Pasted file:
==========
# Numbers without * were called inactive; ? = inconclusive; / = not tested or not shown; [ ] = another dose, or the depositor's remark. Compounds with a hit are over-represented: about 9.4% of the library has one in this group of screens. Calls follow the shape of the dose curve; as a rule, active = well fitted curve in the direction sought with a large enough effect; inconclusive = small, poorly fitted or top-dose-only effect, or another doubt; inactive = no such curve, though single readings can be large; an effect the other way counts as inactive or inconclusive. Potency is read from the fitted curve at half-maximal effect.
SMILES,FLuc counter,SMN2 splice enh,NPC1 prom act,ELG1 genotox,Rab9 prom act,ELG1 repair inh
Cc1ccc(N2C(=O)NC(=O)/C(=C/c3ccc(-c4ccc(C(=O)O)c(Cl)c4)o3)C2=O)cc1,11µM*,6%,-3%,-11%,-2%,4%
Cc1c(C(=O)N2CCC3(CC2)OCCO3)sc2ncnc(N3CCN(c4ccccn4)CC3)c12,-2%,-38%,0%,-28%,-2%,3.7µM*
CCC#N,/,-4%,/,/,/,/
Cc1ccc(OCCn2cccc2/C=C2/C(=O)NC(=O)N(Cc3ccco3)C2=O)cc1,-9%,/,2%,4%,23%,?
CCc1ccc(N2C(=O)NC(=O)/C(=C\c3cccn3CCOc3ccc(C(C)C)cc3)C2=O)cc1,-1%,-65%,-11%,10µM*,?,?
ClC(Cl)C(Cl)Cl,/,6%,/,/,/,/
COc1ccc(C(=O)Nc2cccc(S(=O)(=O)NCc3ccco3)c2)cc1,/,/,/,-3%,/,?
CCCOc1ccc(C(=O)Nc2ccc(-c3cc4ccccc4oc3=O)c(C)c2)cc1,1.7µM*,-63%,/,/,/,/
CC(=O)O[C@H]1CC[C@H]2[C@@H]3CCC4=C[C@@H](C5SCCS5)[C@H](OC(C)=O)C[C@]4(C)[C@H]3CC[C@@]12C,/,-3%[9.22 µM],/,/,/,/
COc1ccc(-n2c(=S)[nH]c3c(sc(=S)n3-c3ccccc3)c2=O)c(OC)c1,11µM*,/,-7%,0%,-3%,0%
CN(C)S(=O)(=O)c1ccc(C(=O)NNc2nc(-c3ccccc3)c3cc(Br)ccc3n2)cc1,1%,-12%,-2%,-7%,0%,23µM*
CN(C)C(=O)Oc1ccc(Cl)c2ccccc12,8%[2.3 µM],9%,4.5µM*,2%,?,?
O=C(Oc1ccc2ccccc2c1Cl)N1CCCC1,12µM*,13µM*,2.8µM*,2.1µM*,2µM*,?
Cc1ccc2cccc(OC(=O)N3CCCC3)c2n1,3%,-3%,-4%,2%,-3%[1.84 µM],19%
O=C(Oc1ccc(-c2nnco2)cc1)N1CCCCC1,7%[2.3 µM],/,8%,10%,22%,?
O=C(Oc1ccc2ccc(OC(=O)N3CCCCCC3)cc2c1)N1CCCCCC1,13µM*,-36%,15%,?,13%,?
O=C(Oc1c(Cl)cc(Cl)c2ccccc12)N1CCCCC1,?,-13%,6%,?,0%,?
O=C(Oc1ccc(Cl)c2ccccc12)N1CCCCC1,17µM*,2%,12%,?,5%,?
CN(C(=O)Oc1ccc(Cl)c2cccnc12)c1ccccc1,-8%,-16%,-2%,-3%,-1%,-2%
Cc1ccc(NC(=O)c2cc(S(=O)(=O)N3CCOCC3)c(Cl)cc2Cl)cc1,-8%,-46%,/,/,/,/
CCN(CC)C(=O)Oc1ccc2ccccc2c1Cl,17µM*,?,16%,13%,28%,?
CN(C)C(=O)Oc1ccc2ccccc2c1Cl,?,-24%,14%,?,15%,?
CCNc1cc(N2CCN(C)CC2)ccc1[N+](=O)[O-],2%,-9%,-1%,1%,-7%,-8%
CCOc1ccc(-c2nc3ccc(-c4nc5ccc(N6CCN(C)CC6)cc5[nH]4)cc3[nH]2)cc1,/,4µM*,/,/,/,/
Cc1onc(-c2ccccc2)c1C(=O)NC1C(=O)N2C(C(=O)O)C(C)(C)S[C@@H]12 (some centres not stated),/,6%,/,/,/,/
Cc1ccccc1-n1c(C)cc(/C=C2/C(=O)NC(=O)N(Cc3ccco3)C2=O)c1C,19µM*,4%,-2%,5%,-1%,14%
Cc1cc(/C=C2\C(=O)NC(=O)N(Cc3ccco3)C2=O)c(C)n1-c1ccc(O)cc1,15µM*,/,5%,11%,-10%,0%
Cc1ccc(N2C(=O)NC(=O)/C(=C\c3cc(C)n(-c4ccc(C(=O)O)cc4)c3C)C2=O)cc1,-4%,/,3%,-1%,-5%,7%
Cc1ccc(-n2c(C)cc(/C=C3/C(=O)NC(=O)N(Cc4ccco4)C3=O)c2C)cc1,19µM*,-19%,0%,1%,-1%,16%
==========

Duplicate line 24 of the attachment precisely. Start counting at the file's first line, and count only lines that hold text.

CN(C)C(=O)Oc1ccc2ccccc2c1Cl,?,-24%,14%,?,15%,?